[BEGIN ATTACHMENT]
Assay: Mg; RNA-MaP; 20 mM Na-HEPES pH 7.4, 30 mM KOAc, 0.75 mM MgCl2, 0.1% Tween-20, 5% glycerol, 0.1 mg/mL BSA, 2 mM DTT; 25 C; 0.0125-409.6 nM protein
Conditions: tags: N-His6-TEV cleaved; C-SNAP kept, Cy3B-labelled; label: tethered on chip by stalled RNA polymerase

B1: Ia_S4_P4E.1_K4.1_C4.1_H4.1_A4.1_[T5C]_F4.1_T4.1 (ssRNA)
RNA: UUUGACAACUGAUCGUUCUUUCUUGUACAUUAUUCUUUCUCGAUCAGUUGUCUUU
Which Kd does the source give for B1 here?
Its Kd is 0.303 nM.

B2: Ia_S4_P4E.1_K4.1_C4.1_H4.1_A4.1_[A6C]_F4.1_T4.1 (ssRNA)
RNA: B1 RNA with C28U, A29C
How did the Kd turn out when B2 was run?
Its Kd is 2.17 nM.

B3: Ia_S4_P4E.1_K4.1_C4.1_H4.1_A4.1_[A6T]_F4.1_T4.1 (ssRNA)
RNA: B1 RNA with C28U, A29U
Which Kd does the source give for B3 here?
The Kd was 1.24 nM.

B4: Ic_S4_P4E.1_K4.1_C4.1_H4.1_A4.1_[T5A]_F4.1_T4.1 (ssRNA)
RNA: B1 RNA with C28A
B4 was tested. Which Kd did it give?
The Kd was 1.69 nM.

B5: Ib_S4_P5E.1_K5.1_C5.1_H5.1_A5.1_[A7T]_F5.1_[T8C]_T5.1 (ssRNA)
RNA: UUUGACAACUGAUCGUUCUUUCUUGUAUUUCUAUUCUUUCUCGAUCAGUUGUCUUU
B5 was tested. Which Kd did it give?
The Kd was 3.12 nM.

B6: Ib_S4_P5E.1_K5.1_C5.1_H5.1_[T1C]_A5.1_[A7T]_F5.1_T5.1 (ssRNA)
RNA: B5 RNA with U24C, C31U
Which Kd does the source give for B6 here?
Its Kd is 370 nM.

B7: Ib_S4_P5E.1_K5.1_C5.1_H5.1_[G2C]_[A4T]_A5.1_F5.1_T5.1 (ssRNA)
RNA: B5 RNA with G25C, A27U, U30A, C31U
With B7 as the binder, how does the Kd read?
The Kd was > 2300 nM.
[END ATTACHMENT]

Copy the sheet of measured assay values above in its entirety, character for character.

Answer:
Assay: Mg; RNA-MaP; 20 mM Na-HEPES pH 7.4, 30 mM KOAc, 0.75 mM MgCl2, 0.1% Tween-20, 5% glycerol, 0.1 mg/mL BSA, 2 mM DTT; 25 C; 0.0125-409.6 nM protein
Conditions: tags: N-His6-TEV cleaved; C-SNAP kept, Cy3B-labelled; label: tethered on chip by stalled RNA polymerase

B1: Ia_S4_P4E.1_K4.1_C4.1_H4.1_A4.1_[T5C]_F4.1_T4.1 (ssRNA)
RNA: UUUGACAACUGAUCGUUCUUUCUUGUACAUUAUUCUUUCUCGAUCAGUUGUCUUU
Which Kd does the source give for B1 here?
Its Kd is 0.303 nM.

B2: Ia_S4_P4E.1_K4.1_C4.1_H4.1_A4.1_[A6C]_F4.1_T4.1 (ssRNA)
RNA: B1 RNA with C28U, A29C
How did the Kd turn out when B2 was run?
Its Kd is 2.17 nM.

B3: Ia_S4_P4E.1_K4.1_C4.1_H4.1_A4.1_[A6T]_F4.1_T4.1 (ssRNA)
RNA: B1 RNA with C28U, A29U
Which Kd does the source give for B3 here?
The Kd was 1.24 nM.

B4: Ic_S4_P4E.1_K4.1_C4.1_H4.1_A4.1_[T5A]_F4.1_T4.1 (ssRNA)
RNA: B1 RNA with C28A
B4 was tested. Which Kd did it give?
The Kd was 1.69 nM.

B5: Ib_S4_P5E.1_K5.1_C5.1_H5.1_A5.1_[A7T]_F5.1_[T8C]_T5.1 (ssRNA)
RNA: UUUGACAACUGAUCGUUCUUUCUUGUAUUUCUAUUCUUUCUCGAUCAGUUGUCUUU
B5 was tested. Which Kd did it give?
The Kd was 3.12 nM.

B6: Ib_S4_P5E.1_K5.1_C5.1_H5.1_[T1C]_A5.1_[A7T]_F5.1_T5.1 (ssRNA)
RNA: B5 RNA with U24C, C31U
Which Kd does the source give for B6 here?
Its Kd is 370 nM.

B7: Ib_S4_P5E.1_K5.1_C5.1_H5.1_[G2C]_[A4T]_A5.1_F5.1_T5.1 (ssRNA)
RNA: B5 RNA with G25C, A27U, U30A, C31U
With B7 as the binder, how does the Kd read?
The Kd was > 2300 nM.